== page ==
Casting The Pudd’nhead Wilson Movie

If you’ve ever faced a lengthy reading assignment for a class and opted to watch the movie version instead, or waited for the movie of the latest popfiction craze, you might want to change your tactics for Pudd’nhead.  So far, there have only been two iterations of PHdubz in the film industry: a movie in 1916 and a made-for-tv movie in 1984.  I can’t lie, I was shocked that this tale hadn’t been recreated over and over, but sadly I’ll just have to play out the movie in my imagination, with my own cast.  Here’s what I came up with.

Pudd’nhead:  Who else but Iron Man himself, Robert Downey Jr.?  I can’t think of anyone who could pull off bookkeeper/lawyer/mayoral candidate by day and eccentric fingerprint collector by night better than RDJ.  Plus, he knows all about being an insider turned outsider turned insider.

Roxy: This one’s tricky, Angelina Jolie’s manipulative edge would be great, but every character she plays just turns out to be Angelina by a different name.  Halle Berry’s a great actress (most of the time), but it’s too obvious, anytime there’s a black chick to be played Hollywood knocks on Halle’s door.  “Oh, we need Storm for X-men, how about Halle?  Oh, let’s make a Catwoman movie but make her black.  Is Halle free?”  Plus Halle doesn’t exactly read “1/16” so I landed on Edie Falco.  Have you seen “Nurse Jackie”?  “The Sopranos”?  Girl’s got killer acting chops, she’s manipulative, she’s a bitch, she’s Roxy.

Chambers and Tom: The Olsen twins.  Let’s be honest, Mary-Kate and Ashley aren’t really doing anything with their careers, and they love to dress up in whacky, unflattering outfits, so why not cut their hair short and make them earn those millions of dollars still flowing in from their diaper day.

The Twins: Daniel Radcliffe and Tom Felton.  They’ve proven in the Harry Potter films that they have chemistry, and they could totally play weird looking blonde/brunette, European brothers with differing viewpoints.

Alternate for Roxy: Lindsay Lohan.  She’s a serious actress guys.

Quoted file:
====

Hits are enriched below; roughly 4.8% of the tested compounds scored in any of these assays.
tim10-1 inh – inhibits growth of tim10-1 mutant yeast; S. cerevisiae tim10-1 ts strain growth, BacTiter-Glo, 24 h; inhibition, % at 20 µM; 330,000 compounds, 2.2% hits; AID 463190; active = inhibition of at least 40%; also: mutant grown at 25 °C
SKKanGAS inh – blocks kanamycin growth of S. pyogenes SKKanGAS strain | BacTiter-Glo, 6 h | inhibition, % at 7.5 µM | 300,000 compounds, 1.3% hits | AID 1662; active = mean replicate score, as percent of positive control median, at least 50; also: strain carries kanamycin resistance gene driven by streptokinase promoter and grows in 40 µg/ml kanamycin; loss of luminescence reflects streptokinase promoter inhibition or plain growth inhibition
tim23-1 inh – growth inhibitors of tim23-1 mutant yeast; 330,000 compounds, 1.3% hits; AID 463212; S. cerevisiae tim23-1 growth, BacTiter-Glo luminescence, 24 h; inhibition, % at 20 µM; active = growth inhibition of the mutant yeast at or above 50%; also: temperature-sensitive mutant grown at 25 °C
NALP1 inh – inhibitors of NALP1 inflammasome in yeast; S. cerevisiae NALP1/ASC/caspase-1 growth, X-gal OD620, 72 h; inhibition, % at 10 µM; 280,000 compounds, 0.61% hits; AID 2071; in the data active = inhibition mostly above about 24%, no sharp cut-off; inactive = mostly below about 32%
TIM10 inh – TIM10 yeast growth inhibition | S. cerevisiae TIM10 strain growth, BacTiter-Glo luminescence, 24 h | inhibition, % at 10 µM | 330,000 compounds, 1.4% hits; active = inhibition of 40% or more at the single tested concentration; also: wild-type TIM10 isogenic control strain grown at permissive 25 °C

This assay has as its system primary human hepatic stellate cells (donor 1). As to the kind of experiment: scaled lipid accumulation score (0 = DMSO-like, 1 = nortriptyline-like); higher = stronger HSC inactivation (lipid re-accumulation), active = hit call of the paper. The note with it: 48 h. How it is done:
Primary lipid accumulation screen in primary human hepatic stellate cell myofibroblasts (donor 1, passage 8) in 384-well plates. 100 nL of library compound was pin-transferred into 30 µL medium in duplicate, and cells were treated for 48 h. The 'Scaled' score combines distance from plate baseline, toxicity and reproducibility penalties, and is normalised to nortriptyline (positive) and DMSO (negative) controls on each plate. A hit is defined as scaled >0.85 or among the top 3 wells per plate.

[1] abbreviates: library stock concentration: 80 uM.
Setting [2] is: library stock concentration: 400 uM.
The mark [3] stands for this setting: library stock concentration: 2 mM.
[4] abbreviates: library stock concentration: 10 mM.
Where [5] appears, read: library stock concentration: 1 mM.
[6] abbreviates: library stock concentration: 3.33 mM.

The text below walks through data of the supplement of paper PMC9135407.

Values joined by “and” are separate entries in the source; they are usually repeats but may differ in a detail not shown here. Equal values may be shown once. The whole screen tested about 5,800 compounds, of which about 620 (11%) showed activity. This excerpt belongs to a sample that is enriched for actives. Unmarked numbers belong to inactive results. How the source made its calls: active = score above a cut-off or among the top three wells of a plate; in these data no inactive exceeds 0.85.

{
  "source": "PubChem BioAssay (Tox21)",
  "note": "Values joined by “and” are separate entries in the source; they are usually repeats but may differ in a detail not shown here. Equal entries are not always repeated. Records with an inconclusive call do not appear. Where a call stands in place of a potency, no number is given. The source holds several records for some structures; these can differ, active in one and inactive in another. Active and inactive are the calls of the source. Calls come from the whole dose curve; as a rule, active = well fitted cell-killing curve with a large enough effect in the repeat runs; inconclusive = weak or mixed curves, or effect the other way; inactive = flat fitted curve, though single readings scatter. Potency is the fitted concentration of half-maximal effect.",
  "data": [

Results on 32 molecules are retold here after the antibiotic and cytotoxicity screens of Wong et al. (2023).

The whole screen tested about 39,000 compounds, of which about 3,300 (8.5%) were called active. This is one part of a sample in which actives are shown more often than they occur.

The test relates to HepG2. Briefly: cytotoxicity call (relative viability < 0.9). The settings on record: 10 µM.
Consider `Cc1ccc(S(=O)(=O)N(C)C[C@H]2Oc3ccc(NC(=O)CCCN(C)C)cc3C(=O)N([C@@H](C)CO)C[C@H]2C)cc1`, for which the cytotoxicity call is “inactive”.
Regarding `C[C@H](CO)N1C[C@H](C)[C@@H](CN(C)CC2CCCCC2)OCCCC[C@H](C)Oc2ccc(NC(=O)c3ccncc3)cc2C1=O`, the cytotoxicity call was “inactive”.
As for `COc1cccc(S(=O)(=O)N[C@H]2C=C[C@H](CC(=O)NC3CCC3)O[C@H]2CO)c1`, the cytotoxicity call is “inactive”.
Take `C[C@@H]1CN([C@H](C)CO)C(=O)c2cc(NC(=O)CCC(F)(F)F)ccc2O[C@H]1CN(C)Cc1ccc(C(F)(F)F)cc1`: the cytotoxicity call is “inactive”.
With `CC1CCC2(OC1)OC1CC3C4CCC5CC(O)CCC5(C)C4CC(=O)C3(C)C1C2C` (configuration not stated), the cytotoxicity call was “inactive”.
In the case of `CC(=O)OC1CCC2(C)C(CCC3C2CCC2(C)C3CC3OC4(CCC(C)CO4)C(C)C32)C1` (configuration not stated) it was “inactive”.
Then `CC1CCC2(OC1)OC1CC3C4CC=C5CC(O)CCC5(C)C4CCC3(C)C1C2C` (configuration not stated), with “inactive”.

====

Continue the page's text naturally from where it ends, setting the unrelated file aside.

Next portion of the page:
7 Responses to “Casting The Pudd’nhead Wilson Movie”

  1. meganne says:

    I was actually going to do a post similar to yours, however I was going to cast Lindsay Lohan as “Tom.”

  2. jfaraci says:

    I think it’s interesting to point out that all of the characters you’ve casted are primarily white. So I think this can connect to what we ended our class discussion with today. How are we perceiving Tom, Chambers, and Roxy? Do we go by the “one drop rule” and consider those who are raised as slaves to be slaves (free or otherwise) or should we look at things like their dialect and phsyical features to determine this? I think throughout the novel I found myself picturing Roxy as a black women, not someone who was 1/16th black and could pass for white. I think this is mainly because of the horrible dialect I struggled to read through. As for Tom and Chambers, I’m not sure how I visualized them because their, especially Tom’s, characterization was changing so much throughout the novel.

    Anyway, those are just my thoughts. But I agree that it would definitely be interesting to see this text with a modern spin put on it…

    • Richards says:

      As I think may have been touched on in class as well, Jacklyn raises the interesting point that, no matter how she is described, many readers picture for themselves Roxy as black. Why, in addition to the dialect, might this be the case?

      • kfabie says: